But when Samuel grew old and prepared to appoint his incompetent and dishonest sons to govern after him, the elders demanded that Samuel appoint a king. The people, having been decisively defeated and subjugated by the Philistines, now feared that they would once again be left without an effective leader.

Samuel responded angrily, but why did the news upset him so? The narrative informs us that it is YHWH who is angry at Israel’s rejection of him, and Samuel cannot tolerate such unfaithfulness.

Were they not rejecting Samuel and his leadership, too? YHWH’s argument highlights Samuel’s hurt feelings: “They haven’t rejected you [Samuel]. No, they’ve rejected me [YHWH] as king over them” (1 Sam 8:7). YHWH would not need to say as much unless Samuel felt rejected in the first place—which is not to mention the unspoken rejection of Samuel’s worthless sons. Couldn’t there perhaps be some self-interest in Samuel’s displeasure at the people’s request for a king? The line between what YHWH wants and what God’s spokespersons desire is always a difficult one to distinguish. This ambiguity is always present when we look for God’s hand and God’s will to be active in the world.

Samuel reports that the tribal elders have hurt YHWH with their request, and that a king is the worst thing they could want. He gives them a list of all the terrible things a king will do (a list astonishingly similar to the excesses of Solomon, Israel’s third king). A king would take their children to be his soldiers and servants. Their field work would not feed them but would serve the king’s table. He would appropriate the best land, orchards, and vineyards for himself. In effect, a king would make slaves of all his people. However, they refuse to be dissuaded, rejecting YHWH’s and Samuel’s political advice.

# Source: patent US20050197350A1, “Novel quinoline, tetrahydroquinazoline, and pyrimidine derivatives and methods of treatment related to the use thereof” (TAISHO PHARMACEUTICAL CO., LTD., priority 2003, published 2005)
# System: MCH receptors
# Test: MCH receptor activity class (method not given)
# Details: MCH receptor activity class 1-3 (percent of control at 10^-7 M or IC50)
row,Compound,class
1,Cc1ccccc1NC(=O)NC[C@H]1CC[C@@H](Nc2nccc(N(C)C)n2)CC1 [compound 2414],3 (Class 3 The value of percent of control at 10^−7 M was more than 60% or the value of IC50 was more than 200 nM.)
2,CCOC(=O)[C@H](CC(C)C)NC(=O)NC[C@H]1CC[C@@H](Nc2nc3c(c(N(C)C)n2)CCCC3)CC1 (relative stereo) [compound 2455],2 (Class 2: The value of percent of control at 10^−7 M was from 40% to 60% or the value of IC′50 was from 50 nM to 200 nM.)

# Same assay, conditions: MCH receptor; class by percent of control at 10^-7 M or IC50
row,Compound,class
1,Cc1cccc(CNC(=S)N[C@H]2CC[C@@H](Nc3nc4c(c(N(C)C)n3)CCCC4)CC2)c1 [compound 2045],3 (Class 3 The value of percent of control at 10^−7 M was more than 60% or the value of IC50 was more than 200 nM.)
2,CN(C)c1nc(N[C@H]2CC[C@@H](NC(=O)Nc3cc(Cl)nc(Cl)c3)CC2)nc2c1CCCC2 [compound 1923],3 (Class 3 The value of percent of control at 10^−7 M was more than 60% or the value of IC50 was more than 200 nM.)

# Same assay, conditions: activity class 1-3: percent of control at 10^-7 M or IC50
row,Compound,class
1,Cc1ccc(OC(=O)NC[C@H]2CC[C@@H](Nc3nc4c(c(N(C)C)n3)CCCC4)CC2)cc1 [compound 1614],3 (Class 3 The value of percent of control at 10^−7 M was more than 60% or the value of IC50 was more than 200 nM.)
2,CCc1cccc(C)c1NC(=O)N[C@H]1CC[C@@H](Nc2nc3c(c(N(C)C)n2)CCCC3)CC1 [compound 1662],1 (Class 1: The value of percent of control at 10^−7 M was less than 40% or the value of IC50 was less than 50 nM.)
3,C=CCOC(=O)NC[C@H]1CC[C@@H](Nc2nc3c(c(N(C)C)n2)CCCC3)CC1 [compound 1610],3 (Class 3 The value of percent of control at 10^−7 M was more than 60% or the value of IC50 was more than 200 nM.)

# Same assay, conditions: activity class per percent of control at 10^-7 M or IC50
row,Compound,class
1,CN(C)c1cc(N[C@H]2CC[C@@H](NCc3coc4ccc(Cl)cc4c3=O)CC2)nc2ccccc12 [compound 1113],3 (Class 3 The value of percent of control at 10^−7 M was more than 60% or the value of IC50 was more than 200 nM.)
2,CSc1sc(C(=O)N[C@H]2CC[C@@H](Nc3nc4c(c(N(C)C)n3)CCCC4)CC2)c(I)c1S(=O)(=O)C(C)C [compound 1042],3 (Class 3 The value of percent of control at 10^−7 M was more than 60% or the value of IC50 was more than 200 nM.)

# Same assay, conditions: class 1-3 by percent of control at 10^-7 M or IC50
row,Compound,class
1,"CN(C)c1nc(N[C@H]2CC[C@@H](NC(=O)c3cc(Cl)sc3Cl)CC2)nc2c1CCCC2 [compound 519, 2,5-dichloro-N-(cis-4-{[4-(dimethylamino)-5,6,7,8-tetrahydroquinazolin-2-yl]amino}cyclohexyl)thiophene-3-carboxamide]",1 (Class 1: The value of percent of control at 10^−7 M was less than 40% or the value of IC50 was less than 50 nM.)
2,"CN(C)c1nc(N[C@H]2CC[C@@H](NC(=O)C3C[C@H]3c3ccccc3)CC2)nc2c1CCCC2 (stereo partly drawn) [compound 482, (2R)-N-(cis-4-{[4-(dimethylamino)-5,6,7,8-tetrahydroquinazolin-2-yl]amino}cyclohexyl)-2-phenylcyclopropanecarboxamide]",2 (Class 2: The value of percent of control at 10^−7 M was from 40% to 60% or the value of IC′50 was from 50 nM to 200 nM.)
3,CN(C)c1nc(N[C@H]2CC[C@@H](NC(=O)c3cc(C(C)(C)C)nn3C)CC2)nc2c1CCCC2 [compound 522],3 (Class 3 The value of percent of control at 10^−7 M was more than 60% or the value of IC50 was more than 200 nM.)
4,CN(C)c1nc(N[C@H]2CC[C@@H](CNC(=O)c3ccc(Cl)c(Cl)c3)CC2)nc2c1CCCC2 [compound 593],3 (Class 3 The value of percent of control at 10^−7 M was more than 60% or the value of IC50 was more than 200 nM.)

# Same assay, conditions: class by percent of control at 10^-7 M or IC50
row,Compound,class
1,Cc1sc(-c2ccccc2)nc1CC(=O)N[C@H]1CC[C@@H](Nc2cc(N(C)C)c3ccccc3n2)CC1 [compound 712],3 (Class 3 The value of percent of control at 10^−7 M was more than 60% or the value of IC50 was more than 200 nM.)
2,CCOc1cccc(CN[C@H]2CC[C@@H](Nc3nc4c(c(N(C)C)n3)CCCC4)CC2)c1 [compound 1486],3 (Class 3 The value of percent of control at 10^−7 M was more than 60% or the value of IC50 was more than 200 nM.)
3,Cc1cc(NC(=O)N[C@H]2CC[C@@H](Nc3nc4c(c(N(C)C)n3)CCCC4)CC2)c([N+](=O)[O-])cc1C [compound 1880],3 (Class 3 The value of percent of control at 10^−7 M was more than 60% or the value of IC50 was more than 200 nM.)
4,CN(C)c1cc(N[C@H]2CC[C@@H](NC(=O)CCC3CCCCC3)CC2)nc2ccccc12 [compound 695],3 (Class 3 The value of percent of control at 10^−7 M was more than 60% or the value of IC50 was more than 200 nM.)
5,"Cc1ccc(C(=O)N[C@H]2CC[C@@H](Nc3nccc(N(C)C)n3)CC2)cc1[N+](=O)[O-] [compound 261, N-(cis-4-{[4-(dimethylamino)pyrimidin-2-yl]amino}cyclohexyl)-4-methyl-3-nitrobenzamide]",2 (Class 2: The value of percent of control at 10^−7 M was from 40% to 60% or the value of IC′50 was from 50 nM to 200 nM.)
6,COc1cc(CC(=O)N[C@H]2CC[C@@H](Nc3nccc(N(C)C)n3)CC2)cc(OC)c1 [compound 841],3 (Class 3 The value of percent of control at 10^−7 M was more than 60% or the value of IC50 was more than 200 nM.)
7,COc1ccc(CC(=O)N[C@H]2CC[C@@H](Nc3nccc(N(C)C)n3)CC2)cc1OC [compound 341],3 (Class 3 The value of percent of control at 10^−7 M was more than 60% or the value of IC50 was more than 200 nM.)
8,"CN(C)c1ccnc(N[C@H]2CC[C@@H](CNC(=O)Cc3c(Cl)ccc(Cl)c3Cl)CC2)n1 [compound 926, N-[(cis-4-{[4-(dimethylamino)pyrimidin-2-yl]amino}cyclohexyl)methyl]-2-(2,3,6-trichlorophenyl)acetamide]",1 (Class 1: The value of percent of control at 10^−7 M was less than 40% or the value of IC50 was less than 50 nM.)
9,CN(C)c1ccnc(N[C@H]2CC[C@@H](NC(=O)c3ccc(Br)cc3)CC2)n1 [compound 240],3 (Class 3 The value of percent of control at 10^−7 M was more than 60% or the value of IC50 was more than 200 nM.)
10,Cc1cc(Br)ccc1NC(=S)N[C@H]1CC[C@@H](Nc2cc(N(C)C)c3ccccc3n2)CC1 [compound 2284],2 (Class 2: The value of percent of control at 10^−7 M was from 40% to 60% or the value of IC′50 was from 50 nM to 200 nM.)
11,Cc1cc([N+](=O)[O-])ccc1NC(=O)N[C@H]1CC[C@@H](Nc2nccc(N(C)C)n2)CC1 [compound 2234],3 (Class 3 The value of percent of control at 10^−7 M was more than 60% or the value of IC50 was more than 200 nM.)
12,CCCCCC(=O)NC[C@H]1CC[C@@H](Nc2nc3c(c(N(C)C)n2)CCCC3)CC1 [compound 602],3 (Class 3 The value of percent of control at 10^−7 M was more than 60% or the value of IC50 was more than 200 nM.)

So Samuel tells the people that YHWH will grudgingly grant their demand, and they leave satisfied. Of course, after a false start (the first king, Saul), the Israelites choose a king, David, of whom YHWH would say, “Your throne will be established forever” (2 Sam 7:16).

YHWH’s final endorsement of the monarchy leaves us confused. Is monarchy a rejection of YHWH or YHWH’s highest will? Either YHWH has changed the divine mind, or the political and religious pronouncements of certain people in power about YHWH’s intentions are deeply motivated by self-interest. Whatever kind of government we might want, we often assume to be God’s will.

Is God giving in to human weakness, teaching these people a lesson? Perhaps the fear of the monarchy is linked with the fear of idolatry, that the king will be honored in place of YHWH. Is that why we find such terrible, truthful stories about the lives of Israel’s kings? Maybe through these frighteningly honest stories we will finally realize that “There is no other God but YHWH” and that the king “puts his pants on one leg at a time, just as we do”—and gets caught with them down sometimes.